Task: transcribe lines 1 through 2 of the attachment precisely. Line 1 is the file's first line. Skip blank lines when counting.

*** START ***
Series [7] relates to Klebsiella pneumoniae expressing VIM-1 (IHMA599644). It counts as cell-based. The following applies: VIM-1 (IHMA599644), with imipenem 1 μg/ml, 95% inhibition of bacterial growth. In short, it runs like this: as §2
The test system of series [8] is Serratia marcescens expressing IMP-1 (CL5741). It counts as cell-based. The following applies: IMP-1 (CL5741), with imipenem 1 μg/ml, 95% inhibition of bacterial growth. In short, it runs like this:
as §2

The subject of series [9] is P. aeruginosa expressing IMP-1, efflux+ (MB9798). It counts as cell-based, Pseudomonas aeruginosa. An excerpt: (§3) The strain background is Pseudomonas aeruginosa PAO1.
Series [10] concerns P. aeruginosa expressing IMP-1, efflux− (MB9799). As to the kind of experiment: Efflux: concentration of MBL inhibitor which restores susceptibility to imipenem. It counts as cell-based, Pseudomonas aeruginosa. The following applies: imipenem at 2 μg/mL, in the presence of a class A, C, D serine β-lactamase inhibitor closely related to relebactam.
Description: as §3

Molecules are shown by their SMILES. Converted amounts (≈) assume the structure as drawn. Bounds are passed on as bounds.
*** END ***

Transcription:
Series [7] relates to Klebsiella pneumoniae expressing VIM-1 (IHMA599644). It counts as cell-based. The following applies: VIM-1 (IHMA599644), with imipenem 1 μg/ml, 95% inhibition of bacterial growth. In short, it runs like this: as §2
The test system of series [8] is Serratia marcescens expressing IMP-1 (CL5741). It counts as cell-based. The following applies: IMP-1 (CL5741), with imipenem 1 μg/ml, 95% inhibition of bacterial growth. In short, it runs like this: